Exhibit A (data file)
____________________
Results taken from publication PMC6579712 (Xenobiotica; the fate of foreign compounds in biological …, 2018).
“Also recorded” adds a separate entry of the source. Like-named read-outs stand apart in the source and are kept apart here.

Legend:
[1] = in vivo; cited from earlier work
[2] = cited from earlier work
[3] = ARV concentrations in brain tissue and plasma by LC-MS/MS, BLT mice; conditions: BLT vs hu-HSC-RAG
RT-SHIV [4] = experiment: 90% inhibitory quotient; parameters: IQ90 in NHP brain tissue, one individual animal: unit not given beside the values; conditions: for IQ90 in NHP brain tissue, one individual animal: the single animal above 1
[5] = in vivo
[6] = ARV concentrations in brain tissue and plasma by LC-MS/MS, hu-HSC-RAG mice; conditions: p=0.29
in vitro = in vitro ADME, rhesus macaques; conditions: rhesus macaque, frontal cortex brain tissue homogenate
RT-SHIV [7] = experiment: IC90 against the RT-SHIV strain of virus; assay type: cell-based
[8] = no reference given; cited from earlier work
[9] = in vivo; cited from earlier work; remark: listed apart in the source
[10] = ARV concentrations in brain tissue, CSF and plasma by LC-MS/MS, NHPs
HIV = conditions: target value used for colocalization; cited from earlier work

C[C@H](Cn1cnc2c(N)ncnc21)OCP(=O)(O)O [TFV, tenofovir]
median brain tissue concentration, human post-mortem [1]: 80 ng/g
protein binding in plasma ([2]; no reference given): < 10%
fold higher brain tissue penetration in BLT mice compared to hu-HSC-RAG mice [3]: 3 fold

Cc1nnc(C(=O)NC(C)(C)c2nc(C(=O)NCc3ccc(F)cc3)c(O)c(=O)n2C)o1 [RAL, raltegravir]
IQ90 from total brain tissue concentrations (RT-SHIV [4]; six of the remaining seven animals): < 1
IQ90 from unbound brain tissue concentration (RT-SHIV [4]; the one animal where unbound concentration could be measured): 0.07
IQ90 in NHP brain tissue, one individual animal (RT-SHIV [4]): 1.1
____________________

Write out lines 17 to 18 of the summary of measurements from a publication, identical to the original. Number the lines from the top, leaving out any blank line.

median brain tissue concentration, human post-mortem [1]: 80 ng/g
protein binding in plasma ([2]; no reference given): < 10%